All effective writers had periods where they were, at first, ineffective. These great writers often had periods where they brute forced it, and they continued to rush their writing day after day to meet some deadline before they realized that the best way for quality writing is to breathe, slow down, sometimes even push a deadline back, and pace the writing until the finish line. Of course, this is easier said than done; it will take work.
First, you’ll need to recommit yourself to the writing. After you’ve hit that rock bottom of writer’s block—or sometimes even that plateau where your words and story feel bland and unchanging—you need to pick yourself back up and recommit to the writing. Recommitting isn’t just a one-time thing, it’s something you’ll have to do all the time because there are typically highs and lows through any career. Recommit and then set yourself pacing goals: step-by-step daily or weekly writing milestones to hit. These might be:
- Write one chapter today.
- Write four pages this week.
- Write 250 words every morning.
- Do research for a setting this week; write a scene in that setting next week.
- Read for an hour; write for an hour.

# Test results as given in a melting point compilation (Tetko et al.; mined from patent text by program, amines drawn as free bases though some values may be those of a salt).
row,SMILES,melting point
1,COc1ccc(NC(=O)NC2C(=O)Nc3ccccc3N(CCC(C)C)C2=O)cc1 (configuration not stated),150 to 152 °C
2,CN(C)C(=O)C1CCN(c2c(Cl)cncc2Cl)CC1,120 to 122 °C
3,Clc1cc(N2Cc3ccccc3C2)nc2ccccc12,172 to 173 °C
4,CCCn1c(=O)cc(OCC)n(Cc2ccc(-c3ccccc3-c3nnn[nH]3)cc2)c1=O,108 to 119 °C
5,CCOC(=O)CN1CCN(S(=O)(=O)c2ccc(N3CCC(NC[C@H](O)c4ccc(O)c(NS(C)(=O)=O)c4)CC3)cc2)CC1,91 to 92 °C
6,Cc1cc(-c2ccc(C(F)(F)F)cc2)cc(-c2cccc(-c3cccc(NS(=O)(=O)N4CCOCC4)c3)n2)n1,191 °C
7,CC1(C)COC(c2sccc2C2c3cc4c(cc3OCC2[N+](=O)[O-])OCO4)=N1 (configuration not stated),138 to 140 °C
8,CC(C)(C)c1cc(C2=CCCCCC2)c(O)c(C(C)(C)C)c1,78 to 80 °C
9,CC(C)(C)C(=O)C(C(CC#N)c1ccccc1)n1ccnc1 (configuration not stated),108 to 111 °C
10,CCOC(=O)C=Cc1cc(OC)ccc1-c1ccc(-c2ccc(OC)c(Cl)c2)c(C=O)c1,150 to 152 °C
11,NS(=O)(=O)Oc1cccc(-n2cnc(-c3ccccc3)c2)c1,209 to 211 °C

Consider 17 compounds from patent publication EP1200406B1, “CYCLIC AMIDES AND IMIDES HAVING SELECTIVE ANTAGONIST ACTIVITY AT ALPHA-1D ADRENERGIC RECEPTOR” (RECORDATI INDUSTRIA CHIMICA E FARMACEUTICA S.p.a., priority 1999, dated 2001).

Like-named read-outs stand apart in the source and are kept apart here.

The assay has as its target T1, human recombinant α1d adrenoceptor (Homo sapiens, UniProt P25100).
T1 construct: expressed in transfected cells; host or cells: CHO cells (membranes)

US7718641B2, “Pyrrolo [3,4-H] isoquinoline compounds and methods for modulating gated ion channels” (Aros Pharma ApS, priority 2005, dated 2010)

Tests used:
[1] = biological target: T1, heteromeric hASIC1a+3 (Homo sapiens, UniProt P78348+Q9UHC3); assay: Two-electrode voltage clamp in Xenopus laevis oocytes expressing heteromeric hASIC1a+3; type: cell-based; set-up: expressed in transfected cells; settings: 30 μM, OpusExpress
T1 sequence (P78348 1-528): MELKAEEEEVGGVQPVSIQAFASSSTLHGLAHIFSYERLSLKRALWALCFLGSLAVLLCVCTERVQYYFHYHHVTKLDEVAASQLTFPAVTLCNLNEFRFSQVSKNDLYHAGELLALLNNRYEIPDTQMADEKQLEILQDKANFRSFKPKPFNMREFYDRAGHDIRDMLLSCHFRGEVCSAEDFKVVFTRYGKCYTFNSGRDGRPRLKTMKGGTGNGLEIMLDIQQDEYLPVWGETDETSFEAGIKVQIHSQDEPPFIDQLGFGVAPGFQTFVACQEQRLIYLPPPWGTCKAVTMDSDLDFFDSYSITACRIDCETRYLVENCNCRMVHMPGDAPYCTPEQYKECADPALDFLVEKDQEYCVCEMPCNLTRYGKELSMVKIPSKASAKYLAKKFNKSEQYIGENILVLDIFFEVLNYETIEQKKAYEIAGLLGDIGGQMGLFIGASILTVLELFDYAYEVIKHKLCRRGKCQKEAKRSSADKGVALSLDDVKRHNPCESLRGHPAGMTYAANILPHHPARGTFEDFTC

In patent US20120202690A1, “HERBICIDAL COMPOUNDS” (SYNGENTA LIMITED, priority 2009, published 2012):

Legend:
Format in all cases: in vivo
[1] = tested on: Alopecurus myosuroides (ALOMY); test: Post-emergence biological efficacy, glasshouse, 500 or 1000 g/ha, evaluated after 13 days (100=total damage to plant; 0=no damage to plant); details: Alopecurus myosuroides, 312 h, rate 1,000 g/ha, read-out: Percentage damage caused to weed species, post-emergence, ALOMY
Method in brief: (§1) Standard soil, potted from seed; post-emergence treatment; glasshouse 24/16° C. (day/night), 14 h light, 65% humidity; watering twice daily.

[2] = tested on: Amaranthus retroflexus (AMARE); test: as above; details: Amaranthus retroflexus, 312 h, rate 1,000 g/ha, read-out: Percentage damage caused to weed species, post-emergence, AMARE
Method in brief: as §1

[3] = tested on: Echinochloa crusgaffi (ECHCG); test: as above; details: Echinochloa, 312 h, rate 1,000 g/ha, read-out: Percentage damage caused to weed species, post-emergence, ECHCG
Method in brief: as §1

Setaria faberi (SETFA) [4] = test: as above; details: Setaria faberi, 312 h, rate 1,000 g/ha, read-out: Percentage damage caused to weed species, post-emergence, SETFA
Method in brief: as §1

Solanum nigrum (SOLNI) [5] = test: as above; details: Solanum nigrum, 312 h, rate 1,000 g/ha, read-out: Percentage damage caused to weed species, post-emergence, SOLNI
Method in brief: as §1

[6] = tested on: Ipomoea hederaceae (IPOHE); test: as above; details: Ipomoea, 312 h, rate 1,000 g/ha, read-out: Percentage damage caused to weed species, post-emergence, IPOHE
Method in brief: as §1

Set yourself an achievable goal—achievable meaning you start small right now and maybe extend the goal’s range later—then day by day work to achieve that goal. This is pacing, and you’ll be surprised how much extra time you have when your plan makes time for consistent writing.
Pacing yourself is a good start to overcoming writer’s block. If you need a little more to get you going, here are even more ideas for you to try.
Overcome Writer’s Block through Recapturing Your Creativity
Your main problem may be that you’ve lost the initial drive and interest in a subject, person, or idea that first led you to your current project. No amount of forcing, pacing, or recommitting is going to invigorate the old thrill for you without first forgetting about your project for a while and inviting the fun back into your writing. Here are some interesting suggestions and ideas to help you find your drive again.